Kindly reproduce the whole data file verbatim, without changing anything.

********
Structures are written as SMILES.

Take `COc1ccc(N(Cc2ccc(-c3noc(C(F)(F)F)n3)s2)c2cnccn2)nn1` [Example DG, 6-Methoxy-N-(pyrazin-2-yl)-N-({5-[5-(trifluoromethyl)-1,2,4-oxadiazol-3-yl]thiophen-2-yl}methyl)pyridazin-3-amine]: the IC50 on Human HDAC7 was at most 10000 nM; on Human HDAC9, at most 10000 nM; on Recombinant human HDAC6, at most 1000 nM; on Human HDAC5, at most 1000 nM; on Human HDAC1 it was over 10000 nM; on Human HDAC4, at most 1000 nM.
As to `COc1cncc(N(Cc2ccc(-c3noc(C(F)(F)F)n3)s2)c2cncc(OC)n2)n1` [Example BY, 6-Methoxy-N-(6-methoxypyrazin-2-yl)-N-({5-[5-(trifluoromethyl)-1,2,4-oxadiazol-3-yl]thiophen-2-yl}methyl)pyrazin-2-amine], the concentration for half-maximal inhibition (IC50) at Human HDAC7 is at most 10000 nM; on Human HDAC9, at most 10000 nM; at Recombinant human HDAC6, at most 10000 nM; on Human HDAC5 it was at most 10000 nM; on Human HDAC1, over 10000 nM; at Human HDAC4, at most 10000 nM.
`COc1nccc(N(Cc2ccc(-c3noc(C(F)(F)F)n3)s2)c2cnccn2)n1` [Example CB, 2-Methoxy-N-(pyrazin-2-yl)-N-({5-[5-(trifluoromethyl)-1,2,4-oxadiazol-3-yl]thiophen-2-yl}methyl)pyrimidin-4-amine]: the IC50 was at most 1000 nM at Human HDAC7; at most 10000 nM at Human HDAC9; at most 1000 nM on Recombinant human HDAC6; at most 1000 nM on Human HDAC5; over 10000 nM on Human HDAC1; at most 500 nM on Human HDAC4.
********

Structures are written as SMILES.

Take `COc1ccc(N(Cc2ccc(-c3noc(C(F)(F)F)n3)s2)c2cnccn2)nn1` [Example DG, 6-Methoxy-N-(pyrazin-2-yl)-N-({5-[5-(trifluoromethyl)-1,2,4-oxadiazol-3-yl]thiophen-2-yl}methyl)pyridazin-3-amine]: the IC50 on Human HDAC7 was at most 10000 nM; on Human HDAC9, at most 10000 nM; on Recombinant human HDAC6, at most 1000 nM; on Human HDAC5, at most 1000 nM; on Human HDAC1 it was over 10000 nM; on Human HDAC4, at most 1000 nM.
As to `COc1cncc(N(Cc2ccc(-c3noc(C(F)(F)F)n3)s2)c2cncc(OC)n2)n1` [Example BY, 6-Methoxy-N-(6-methoxypyrazin-2-yl)-N-({5-[5-(trifluoromethyl)-1,2,4-oxadiazol-3-yl]thiophen-2-yl}methyl)pyrazin-2-amine], the concentration for half-maximal inhibition (IC50) at Human HDAC7 is at most 10000 nM; on Human HDAC9, at most 10000 nM; at Recombinant human HDAC6, at most 10000 nM; on Human HDAC5 it was at most 10000 nM; on Human HDAC1, over 10000 nM; at Human HDAC4, at most 10000 nM.
`COc1nccc(N(Cc2ccc(-c3noc(C(F)(F)F)n3)s2)c2cnccn2)n1` [Example CB, 2-Methoxy-N-(pyrazin-2-yl)-N-({5-[5-(trifluoromethyl)-1,2,4-oxadiazol-3-yl]thiophen-2-yl}methyl)pyrimidin-4-amine]: the IC50 was at most 1000 nM at Human HDAC7; at most 10000 nM at Human HDAC9; at most 1000 nM on Recombinant human HDAC6; at most 1000 nM on Human HDAC5; over 10000 nM on Human HDAC1; at most 500 nM on Human HDAC4.